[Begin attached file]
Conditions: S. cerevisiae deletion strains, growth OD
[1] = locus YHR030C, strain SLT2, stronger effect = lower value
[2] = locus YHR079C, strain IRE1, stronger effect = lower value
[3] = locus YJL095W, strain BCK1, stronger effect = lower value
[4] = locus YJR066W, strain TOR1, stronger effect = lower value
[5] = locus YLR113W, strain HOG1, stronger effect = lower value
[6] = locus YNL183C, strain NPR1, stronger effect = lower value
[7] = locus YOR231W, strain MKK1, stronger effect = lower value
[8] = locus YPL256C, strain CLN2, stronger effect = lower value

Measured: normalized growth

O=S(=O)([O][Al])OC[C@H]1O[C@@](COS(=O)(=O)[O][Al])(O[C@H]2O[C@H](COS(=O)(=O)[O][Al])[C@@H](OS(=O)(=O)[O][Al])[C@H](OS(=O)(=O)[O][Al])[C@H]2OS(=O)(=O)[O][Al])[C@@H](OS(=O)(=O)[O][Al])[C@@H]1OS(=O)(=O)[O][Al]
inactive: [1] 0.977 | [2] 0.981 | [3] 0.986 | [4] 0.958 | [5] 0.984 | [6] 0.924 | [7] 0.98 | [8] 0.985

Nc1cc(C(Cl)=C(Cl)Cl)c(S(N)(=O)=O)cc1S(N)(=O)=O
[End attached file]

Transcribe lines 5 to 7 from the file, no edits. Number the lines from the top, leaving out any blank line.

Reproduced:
[4] = locus YJR066W, strain TOR1, stronger effect = lower value
[5] = locus YLR113W, strain HOG1, stronger effect = lower value
[6] = locus YNL183C, strain NPR1, stronger effect = lower value